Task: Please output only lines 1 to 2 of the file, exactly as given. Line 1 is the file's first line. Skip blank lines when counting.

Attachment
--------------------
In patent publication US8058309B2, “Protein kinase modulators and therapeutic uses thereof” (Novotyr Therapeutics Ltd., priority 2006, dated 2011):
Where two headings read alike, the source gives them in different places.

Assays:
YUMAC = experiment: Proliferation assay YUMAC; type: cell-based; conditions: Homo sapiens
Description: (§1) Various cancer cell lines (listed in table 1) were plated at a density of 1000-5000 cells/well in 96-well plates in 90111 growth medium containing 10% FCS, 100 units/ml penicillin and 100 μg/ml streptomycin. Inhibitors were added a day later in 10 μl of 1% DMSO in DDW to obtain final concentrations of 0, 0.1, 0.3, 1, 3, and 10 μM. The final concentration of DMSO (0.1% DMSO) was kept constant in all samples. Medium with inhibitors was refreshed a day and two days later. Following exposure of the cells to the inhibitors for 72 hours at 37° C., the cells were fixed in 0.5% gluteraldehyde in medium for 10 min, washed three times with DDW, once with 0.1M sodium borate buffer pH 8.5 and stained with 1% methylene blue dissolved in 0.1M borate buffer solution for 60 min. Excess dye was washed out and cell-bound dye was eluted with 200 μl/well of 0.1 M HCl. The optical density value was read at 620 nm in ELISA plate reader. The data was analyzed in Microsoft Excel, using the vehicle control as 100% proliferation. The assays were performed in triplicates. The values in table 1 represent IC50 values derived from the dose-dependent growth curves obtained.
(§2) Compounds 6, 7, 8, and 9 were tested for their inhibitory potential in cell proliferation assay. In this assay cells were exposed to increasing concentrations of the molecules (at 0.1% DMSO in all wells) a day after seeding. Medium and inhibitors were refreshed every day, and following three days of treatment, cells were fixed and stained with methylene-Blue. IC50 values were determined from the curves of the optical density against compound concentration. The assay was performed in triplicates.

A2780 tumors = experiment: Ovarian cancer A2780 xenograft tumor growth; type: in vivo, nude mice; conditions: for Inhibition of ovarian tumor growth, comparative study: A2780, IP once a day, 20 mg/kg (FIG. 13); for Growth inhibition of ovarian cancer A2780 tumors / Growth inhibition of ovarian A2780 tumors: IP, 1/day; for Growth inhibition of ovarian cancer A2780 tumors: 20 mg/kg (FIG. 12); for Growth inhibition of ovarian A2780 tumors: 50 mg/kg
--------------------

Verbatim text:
In patent publication US8058309B2, “Protein kinase modulators and therapeutic uses thereof” (Novotyr Therapeutics Ltd., priority 2006, dated 2011):
Where two headings read alike, the source gives them in different places.